The Printing Office of Edes & Gill is OPEN.
Hours: OPEN Fri, Sat, Sun , thru April 12,2016
April 17-May 31, daily 11-5pm, June 1-Oct 31 daily 11-5:30
The Printing Office of Edes & Gill, Boston’s only colonial era printing experience, opened its doors to the public on April 15, 2011
Located along the Freedom Trail at the historic Clough House, which is owned by and conveniently located adjacent to Old North Church.
With the opening of the colonial print shop on April 15, visitors will have the opportunity to engage living historians working their printers trade in pre-revolutionary Boston. These same printers were at the vanguard of citizen angst over British governmental policies that Bostonians felt violated their rights as Englishmen.
We offer unique personal encounters with history and colonial printing. As Boston’s only colonial trade experience and only colonial living history interpretive experience, our historic equipment, live demonstrations, interpreters and historic settings enable new levels of understanding how colonial printing affected communities and sparked a revolution in America.
Historians generally agree that Boston’s Patriot press was a major factor in America’s rise to rebellion and independence. Sites along today’s Freedom Trail were witnesses to our revolution, and meeting places for Patriots and Loyalists. Perhaps our colonial print shop can again be a meeting place for visitors and groups where they can gather and hear the stories of regular citizens who came together in 1775 in defense of their rights and who created a nation.
We seek to recreate this experience for visitors and school groups to Boston’s Freedom Trail and to rekindle the spirit of Samuel Adams who urged fellow citizens to join this “animating contest of Liberty!”
Please feel free to contact us at email@example.com.
About Benjamin Edes & John Gill
On April 7, 1755, Edes and Gill became the proprietors of The Boston Gazette and Country Journal. According to the author of Infamous Scribblers (2006), the Boston Gazette, arguably the most influential newspaper the country has ever known, got us into the Revolutionary War, sped up the course of the war and may have even determined the outcome of the war.
Gary Gregory, Executive Director and Print Master
The Printing Office of Edes & Gill is the brainchild of Gary Gregory, who is also the shop’s Executive Director and Print Master. He is on site during most business hours, providing demonstrations and educational lessons about the art and science of colonial printing.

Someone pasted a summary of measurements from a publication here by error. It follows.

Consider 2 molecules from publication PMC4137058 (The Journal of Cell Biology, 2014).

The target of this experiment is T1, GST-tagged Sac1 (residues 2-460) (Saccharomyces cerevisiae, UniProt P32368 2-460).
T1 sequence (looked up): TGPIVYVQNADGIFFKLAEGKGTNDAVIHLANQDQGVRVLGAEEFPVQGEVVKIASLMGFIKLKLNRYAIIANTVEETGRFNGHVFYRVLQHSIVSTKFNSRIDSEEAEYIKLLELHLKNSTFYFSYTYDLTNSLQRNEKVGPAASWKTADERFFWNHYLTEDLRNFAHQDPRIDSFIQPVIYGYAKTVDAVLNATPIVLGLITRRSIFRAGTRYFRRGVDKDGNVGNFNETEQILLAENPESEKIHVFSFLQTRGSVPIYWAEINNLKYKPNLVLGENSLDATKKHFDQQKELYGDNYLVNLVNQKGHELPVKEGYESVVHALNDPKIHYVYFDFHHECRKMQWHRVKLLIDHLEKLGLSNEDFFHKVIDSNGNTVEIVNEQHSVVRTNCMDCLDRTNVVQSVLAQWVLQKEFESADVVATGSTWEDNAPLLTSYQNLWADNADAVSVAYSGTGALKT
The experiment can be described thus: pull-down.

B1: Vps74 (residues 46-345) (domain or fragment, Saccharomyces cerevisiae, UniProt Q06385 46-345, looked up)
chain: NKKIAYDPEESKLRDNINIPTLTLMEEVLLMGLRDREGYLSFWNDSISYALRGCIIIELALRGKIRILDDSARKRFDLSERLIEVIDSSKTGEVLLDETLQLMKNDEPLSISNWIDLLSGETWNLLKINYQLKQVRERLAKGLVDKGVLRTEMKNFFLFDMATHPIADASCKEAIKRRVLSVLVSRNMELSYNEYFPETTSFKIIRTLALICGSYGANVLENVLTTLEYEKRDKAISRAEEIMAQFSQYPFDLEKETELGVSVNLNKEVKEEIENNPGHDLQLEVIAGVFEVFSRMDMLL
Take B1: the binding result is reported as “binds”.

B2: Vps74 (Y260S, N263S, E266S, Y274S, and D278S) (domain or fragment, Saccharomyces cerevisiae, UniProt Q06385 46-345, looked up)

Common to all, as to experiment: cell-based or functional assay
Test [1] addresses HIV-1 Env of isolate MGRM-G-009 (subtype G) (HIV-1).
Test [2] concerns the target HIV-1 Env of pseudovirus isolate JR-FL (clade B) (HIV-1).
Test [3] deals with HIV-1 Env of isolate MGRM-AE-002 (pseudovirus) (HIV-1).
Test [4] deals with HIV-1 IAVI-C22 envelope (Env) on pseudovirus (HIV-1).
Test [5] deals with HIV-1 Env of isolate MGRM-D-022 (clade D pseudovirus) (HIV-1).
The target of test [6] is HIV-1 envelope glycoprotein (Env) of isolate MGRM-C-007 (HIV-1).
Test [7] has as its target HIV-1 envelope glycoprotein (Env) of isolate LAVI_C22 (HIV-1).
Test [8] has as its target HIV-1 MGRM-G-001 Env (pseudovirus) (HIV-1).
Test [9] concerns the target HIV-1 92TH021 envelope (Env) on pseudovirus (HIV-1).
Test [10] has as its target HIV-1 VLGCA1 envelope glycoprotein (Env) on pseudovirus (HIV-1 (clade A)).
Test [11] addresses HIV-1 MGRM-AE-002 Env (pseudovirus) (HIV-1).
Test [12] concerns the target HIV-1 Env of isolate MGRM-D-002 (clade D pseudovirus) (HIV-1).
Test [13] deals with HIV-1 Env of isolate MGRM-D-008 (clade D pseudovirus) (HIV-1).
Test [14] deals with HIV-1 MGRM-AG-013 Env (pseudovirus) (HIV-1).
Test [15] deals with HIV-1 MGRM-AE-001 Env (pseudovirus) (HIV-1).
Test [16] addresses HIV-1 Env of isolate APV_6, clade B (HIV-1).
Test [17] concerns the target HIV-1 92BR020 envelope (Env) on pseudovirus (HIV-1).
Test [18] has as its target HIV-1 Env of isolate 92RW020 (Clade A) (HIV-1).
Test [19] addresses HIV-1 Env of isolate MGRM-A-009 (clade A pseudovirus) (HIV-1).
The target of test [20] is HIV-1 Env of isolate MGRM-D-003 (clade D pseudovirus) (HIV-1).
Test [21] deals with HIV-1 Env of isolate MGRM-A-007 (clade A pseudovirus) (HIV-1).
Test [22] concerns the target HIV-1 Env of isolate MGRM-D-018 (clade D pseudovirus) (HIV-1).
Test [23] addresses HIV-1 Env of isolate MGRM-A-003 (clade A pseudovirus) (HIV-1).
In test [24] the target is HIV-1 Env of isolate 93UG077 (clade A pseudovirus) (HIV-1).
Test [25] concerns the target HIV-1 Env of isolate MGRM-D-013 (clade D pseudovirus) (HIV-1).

Gary received his training from the master printers at Colonial Williamsburg, and has done extensive research into colonial printing equipment and methods. He demonstrated the trade for more than a year on his colonial printing press at the Museum of Printing in North Andover, Massachusetts, where he also taught full-day, hands-on seminars.
Gary is also the founder of Lessons on Liberty, which provides walking tours of Boston’s Freedom Trail. He has reenacted the Battle of Lexington and Concord, the Battle of Monmouth, etc. He is a member of the 10th Massachusetts Continental Regiment, a group known for its historical accuracy.
Advisory Board Members
Todd Andrlik, curator and author, Rag Linen
J.L. Bell, historian and author, Boston 1775
Bob Damon, historic site manager, Old North Church
Ben Edwards, tour guide and author, Walking Boston
Frank Romano, president, The Museum of Printing
The Clough House
Sitting close to the Paul Revere Mall and the Old North Church, the Clough House is a rare example of a detached single-family home in Boston’s core. From the plaque:
“This graceful home was built around 1712 and managed to survive when all its neighbors – including the house that Ben Franklin owned next door – were torn down. This was the home of one of Boston’s ‘substantial mechanicks,’ Ebenezer Clough, the master mason who helped build Christ Church (‘Old North’). Once, before the present-day promenade and newer buildings were here, many small brick houses like this one made up the prosperous neighborhood.”
Master Mason Ebenezer Clough built six identical houses at the back of Christ Church (Old North) in 1712. He settled in number 21 Unity, the only of the six still standing. The other five were demolished long ago. Benjamin Franklin owned one of the original attached row houses and two of his sisters resided there.
Freedom Trail is a registered trademark of the Freedom Trail Foundation.